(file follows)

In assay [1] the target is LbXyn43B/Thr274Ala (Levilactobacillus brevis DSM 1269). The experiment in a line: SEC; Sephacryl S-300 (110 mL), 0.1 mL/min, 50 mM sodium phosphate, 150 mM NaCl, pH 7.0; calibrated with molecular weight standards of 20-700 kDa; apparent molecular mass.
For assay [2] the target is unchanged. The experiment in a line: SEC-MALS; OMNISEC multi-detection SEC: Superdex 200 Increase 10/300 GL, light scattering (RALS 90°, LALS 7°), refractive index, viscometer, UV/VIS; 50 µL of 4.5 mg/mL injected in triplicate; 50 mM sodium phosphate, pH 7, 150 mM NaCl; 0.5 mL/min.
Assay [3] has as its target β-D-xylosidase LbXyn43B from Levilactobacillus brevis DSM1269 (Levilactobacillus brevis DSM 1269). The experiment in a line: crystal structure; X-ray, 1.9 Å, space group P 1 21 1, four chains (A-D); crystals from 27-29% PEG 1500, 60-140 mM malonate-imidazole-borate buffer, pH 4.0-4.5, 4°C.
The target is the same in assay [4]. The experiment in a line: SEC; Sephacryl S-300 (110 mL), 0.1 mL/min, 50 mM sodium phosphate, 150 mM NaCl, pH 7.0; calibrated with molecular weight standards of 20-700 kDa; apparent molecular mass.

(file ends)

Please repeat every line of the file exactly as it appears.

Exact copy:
In assay [1] the target is LbXyn43B/Thr274Ala (Levilactobacillus brevis DSM 1269). The experiment in a line: SEC; Sephacryl S-300 (110 mL), 0.1 mL/min, 50 mM sodium phosphate, 150 mM NaCl, pH 7.0; calibrated with molecular weight standards of 20-700 kDa; apparent molecular mass.
For assay [2] the target is unchanged. The experiment in a line: SEC-MALS; OMNISEC multi-detection SEC: Superdex 200 Increase 10/300 GL, light scattering (RALS 90°, LALS 7°), refractive index, viscometer, UV/VIS; 50 µL of 4.5 mg/mL injected in triplicate; 50 mM sodium phosphate, pH 7, 150 mM NaCl; 0.5 mL/min.
Assay [3] has as its target β-D-xylosidase LbXyn43B from Levilactobacillus brevis DSM1269 (Levilactobacillus brevis DSM 1269). The experiment in a line: crystal structure; X-ray, 1.9 Å, space group P 1 21 1, four chains (A-D); crystals from 27-29% PEG 1500, 60-140 mM malonate-imidazole-borate buffer, pH 4.0-4.5, 4°C.
The target is the same in assay [4]. The experiment in a line: SEC; Sephacryl S-300 (110 mL), 0.1 mL/min, 50 mM sodium phosphate, 150 mM NaCl, pH 7.0; calibrated with molecular weight standards of 20-700 kDa; apparent molecular mass.